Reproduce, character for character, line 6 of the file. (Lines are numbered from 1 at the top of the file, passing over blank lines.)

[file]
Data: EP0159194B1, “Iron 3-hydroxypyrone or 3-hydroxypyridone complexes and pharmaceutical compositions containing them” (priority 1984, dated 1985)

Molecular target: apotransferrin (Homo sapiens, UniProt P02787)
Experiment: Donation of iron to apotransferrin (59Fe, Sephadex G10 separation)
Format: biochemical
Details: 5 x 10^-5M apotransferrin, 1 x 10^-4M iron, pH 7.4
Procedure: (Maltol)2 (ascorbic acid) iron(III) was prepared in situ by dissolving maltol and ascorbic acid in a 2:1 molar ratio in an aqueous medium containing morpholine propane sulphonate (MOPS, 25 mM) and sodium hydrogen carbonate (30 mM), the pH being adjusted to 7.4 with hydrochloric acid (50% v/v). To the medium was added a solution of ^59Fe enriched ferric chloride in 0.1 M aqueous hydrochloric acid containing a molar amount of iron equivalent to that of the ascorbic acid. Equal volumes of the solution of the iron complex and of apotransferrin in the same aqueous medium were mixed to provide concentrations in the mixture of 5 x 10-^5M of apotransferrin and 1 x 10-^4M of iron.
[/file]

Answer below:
Procedure: (Maltol)2 (ascorbic acid) iron(III) was prepared in situ by dissolving maltol and ascorbic acid in a 2:1 molar ratio in an aqueous medium containing morpholine propane sulphonate (MOPS, 25 mM) and sodium hydrogen carbonate (30 mM), the pH being adjusted to 7.4 with hydrochloric acid (50% v/v). To the medium was added a solution of ^59Fe enriched ferric chloride in 0.1 M aqueous hydrochloric acid containing a molar amount of iron equivalent to that of the ascorbic acid. Equal volumes of the solution of the iron complex and of apotransferrin in the same aqueous medium were mixed to provide concentrations in the mixture of 5 x 10-^5M of apotransferrin and 1 x 10-^4M of iron.